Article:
I'm aware of how it works. I resubmitted the post because the error I got was from the PHP demon and seemed to indicate a problem with the connection to the SQL server. I was actually right to refresh&resubmit - the original topic was malformed and the contents was not received correctly. I edited this thread before actually checking the message from the other.

 

BTW, if a server didn't have a request time-out you might click on "Add Reply" and your browser could potentially hang up forever while waiting for a response that may never come.

 

Actually, what you say is not entirely true. Browsers have a built in time-out to prevent exactly what your talking about. That's been a feature in browsers since.... well, at least since Netscape 3.0 Gold was king. :lol:

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I wonder if he's just going though his finds and dipping the bug into all of them? *shrug*

 

Ah yes. I looked at the bug logs and they were dated starting from May of 2007. Now that I look at the release date it would appear that he is simply back-logging his personal tb through previous finds.

 

600+ would be terribly tedious work.

 

I did 300 when I activated mine, and it was brutal. And I even deleted the notes posted to the caches. :lol: I eventually retired the personal TB after about 5 years and 15,000 miles. It was taking waaaaaaay to long to log it through the caches.

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Thats what cool about this game is there is some flexibility...

 

""To Me"" the idea of a Travel Bug, Coin or other trackable is to put it in a cache you found, then someone picks it up and takes it to either hopefully toward a goal you have set or to the next farest cache they can find to eventually see how far the trackable can go... It is sorta a passing the torch/coin community driven game... Not see how far I carried my favorite coin...

 

But thats just me... Its not a hard fast rule that I know of and each person can dip or do with "Their" trackable as they please...

 

If its just to keep track of your sites hit, look at yor profile or keep a log... I do both... But again, thats me...

 

Just have fun with it!!!

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I wonder if he's just going though his finds and dipping the bug into all of them? *shrug*

 

Ah yes. I looked at the bug logs and they were dated starting from May of 2007. Now that I look at the release date it would appear that he is simply back-logging his personal tb through previous finds.

 

600+ would be terribly tedious work.

 

I did 300 when I activated mine, and it was brutal. And I even deleted the notes posted to the caches. :lol: I eventually retired the personal TB after about 5 years and 15,000 miles. It was taking waaaaaaay to long to log it through the caches.

 

That doesn't seem disingenuous to you? To me it seems like your reporting something that didn't actually happen. "This bug visited this location" when it didn't really do that.

 

What exactly is the point of back-dipping bugs?

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That doesn't seem disingenuous to you? To me it seems like your reporting something that didn't actually happen. "This bug visited this location" when it didn't really do that.

 

What exactly is the point of back-dipping bugs?

Why would it be disingenuous? In this particular case I think the TB is supposed to be a representation of himself. It allows him to keep track of the miles he traveled from cache to cache, and has a nice map view.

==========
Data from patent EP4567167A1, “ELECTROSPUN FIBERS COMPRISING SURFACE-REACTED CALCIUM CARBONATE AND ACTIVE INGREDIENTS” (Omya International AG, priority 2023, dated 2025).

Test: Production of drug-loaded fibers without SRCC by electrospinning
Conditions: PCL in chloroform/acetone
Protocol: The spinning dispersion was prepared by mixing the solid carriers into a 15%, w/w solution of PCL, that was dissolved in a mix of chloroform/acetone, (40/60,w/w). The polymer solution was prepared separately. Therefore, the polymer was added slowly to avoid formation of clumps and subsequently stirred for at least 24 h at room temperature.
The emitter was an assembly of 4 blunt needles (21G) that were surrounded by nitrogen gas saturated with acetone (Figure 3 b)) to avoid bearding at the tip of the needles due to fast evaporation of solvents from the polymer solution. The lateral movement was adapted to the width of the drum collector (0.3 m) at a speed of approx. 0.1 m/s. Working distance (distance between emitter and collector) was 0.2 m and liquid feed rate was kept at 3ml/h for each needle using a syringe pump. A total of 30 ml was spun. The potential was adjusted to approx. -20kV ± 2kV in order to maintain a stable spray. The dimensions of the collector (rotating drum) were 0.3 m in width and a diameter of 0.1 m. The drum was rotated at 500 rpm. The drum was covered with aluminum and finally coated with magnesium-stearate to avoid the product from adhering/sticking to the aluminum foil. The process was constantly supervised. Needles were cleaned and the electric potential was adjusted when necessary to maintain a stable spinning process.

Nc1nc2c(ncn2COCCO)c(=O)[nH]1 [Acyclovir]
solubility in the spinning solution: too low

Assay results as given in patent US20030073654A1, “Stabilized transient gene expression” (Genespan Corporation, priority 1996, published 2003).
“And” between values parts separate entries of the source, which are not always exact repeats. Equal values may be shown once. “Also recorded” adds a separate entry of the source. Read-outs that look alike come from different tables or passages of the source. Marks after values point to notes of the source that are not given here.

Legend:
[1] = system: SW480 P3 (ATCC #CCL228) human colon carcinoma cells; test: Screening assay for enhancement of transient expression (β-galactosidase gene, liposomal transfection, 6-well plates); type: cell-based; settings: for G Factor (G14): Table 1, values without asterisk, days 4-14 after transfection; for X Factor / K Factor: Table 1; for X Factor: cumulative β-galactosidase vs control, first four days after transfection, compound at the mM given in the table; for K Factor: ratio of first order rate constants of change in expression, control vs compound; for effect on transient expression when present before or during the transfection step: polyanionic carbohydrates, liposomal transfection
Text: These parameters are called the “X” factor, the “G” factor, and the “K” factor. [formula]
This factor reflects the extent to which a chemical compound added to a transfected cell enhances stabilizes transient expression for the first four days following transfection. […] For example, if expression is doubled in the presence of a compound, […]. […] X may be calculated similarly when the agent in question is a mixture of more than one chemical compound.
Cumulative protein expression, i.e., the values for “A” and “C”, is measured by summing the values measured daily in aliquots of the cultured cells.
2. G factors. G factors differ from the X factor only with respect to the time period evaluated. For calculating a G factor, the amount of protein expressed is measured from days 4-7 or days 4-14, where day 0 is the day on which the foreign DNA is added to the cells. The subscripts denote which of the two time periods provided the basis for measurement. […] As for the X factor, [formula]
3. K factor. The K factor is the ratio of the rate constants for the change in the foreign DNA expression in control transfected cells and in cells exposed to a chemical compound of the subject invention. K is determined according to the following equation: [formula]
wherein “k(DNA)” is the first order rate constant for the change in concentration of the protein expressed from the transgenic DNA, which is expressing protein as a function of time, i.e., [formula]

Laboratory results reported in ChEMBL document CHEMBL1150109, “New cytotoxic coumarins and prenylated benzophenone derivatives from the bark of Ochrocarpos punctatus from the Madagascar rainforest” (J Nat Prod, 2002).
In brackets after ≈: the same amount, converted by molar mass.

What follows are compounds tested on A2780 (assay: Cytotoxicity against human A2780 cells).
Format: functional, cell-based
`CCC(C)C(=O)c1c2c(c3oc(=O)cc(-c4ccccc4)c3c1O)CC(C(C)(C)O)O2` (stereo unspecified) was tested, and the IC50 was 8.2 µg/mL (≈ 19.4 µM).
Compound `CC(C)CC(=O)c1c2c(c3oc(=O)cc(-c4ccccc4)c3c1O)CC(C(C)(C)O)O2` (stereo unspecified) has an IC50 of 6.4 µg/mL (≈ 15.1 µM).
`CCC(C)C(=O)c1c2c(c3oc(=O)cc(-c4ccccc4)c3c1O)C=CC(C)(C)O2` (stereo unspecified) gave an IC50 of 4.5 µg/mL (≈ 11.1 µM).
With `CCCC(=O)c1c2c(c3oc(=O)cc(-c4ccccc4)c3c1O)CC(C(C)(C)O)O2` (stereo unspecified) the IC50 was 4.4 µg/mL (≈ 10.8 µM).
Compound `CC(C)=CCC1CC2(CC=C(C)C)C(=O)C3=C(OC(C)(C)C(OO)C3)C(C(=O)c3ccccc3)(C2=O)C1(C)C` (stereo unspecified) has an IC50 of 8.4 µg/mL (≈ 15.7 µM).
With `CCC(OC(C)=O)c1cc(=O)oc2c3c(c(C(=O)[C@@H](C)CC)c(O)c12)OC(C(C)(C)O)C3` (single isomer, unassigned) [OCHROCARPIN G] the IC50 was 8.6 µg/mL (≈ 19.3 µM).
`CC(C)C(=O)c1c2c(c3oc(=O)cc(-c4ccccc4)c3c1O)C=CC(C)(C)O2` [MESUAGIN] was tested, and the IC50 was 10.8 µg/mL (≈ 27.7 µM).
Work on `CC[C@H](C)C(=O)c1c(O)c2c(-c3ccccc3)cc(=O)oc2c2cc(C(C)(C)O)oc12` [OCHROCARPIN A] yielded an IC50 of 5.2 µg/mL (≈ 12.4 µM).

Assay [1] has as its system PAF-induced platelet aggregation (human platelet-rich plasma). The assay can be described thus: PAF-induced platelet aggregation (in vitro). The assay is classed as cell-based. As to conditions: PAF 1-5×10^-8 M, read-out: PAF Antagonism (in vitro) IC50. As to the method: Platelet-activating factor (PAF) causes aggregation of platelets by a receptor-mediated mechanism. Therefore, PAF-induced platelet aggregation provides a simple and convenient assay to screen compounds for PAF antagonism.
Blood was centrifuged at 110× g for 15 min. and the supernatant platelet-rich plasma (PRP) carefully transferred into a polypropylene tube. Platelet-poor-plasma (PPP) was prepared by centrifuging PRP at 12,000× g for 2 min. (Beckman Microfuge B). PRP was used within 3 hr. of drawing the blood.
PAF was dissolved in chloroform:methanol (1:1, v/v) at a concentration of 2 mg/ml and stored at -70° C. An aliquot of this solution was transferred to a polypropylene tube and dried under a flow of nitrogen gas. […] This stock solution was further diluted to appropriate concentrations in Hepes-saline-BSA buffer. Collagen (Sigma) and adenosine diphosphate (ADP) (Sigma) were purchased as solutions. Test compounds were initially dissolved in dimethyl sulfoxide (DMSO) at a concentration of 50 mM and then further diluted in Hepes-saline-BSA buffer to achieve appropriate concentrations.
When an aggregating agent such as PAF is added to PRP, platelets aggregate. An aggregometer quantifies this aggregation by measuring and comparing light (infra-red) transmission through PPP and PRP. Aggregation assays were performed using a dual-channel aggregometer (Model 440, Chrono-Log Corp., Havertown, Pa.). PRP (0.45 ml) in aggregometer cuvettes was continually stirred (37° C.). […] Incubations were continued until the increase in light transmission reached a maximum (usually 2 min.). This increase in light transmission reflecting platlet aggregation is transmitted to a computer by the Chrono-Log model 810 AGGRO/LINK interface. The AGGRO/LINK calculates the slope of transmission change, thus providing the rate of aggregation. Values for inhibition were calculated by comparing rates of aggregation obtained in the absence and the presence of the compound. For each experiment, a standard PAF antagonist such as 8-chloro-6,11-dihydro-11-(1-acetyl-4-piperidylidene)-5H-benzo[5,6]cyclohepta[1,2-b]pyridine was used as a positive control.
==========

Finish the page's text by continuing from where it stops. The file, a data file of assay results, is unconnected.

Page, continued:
To TWU : do you log them into DNFs as well?

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That doesn't seem disingenuous to you? To me it seems like your reporting something that didn't actually happen. "This bug visited this location" when it didn't really do that.

 

What exactly is the point of back-dipping bugs?

Why would it be disingenuous? In this particular case I think the TB is supposed to be a representation of himself. It allows him to keep track of the miles he traveled from cache to cache, and has a nice map view.

 

To TWU : do you log them into DNFs as well?

I purchase a vehicle TB a few months ago and I dip it into every cache I visit, even the DNFs.

 

I find I can upload spoiler photos to a certain cache without it showing on the cache listing.

 

I considered back dating all my finds but decided against it.

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... What exactly is the point of back-dipping bugs?

Why would it be disingenuous? In this particular case I think the TB is supposed to be a representation of himself. It allows him to keep track of the miles he traveled from cache to cache, and has a nice map view.

 

That's my motivation. You don't have to understand it. And since the actual TB is a sticker on my truck, there's no physical way for me to leave it in a cache anyway.

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That's my motivation. You don't have to understand it. And since the actual TB is a sticker on my truck, there's no physical way for me to leave it in a cache anyway.

 

This all seems completely redundant to the system... it already tracks what caches you visit.

 

I just don't get it... :lol:

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That's my motivation. You don't have to understand it. And since the actual TB is a sticker on my truck, there's no physical way for me to leave it in a cache anyway.

 

This all seems completely redundant to the system... it already tracks what caches you visit.

 

I just don't get it... :lol:

 

True, you can download the My Finds query and do all sorts of things with that. Nobody ever said I was normal.

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I am moving this thread from the Geocaching Topics forum to the Travel Bug forum.

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I am moving this thread from the Geocaching Topics forum to the Travel Bug forum.

 

Good point. Thanks.

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Actually, personal TBs can be a good way of tracking your distance travelled. That's what a lot of cachers use them for. Have I ever considered acquiring one, and backdipping through 2000 caches? Not a snowball's chance in a very hot place! And it does clog up the 'TB History' page. Oh, well.

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Actually, personal TBs can be a good way of tracking your distance travelled. That's what a lot of cachers use them for.